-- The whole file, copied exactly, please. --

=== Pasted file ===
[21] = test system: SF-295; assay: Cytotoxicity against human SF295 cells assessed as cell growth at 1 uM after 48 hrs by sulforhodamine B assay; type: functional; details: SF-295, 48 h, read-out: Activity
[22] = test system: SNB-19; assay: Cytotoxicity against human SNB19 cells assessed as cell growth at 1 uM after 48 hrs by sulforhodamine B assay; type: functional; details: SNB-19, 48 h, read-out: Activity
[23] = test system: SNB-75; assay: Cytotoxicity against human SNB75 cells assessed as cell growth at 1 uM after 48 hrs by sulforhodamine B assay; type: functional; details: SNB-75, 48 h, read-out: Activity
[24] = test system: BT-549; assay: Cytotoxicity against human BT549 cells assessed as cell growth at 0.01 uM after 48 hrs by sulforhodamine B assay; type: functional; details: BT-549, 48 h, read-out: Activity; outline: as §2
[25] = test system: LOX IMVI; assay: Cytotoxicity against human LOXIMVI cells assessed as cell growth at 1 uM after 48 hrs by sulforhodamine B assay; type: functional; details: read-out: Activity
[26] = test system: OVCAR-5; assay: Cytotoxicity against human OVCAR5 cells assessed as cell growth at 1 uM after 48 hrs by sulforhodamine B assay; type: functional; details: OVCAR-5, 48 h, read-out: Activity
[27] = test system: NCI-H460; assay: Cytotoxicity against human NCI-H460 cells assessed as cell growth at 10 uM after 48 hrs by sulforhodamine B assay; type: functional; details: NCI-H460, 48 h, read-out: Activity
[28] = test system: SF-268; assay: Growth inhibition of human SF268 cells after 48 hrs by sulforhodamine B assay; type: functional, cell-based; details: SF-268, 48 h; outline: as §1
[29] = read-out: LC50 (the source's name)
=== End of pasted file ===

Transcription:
[21] = test system: SF-295; assay: Cytotoxicity against human SF295 cells assessed as cell growth at 1 uM after 48 hrs by sulforhodamine B assay; type: functional; details: SF-295, 48 h, read-out: Activity
[22] = test system: SNB-19; assay: Cytotoxicity against human SNB19 cells assessed as cell growth at 1 uM after 48 hrs by sulforhodamine B assay; type: functional; details: SNB-19, 48 h, read-out: Activity
[23] = test system: SNB-75; assay: Cytotoxicity against human SNB75 cells assessed as cell growth at 1 uM after 48 hrs by sulforhodamine B assay; type: functional; details: SNB-75, 48 h, read-out: Activity
[24] = test system: BT-549; assay: Cytotoxicity against human BT549 cells assessed as cell growth at 0.01 uM after 48 hrs by sulforhodamine B assay; type: functional; details: BT-549, 48 h, read-out: Activity; outline: as §2
[25] = test system: LOX IMVI; assay: Cytotoxicity against human LOXIMVI cells assessed as cell growth at 1 uM after 48 hrs by sulforhodamine B assay; type: functional; details: read-out: Activity
[26] = test system: OVCAR-5; assay: Cytotoxicity against human OVCAR5 cells assessed as cell growth at 1 uM after 48 hrs by sulforhodamine B assay; type: functional; details: OVCAR-5, 48 h, read-out: Activity
[27] = test system: NCI-H460; assay: Cytotoxicity against human NCI-H460 cells assessed as cell growth at 10 uM after 48 hrs by sulforhodamine B assay; type: functional; details: NCI-H460, 48 h, read-out: Activity
[28] = test system: SF-268; assay: Growth inhibition of human SF268 cells after 48 hrs by sulforhodamine B assay; type: functional, cell-based; details: SF-268, 48 h; outline: as §1
[29] = read-out: LC50 (the source's name)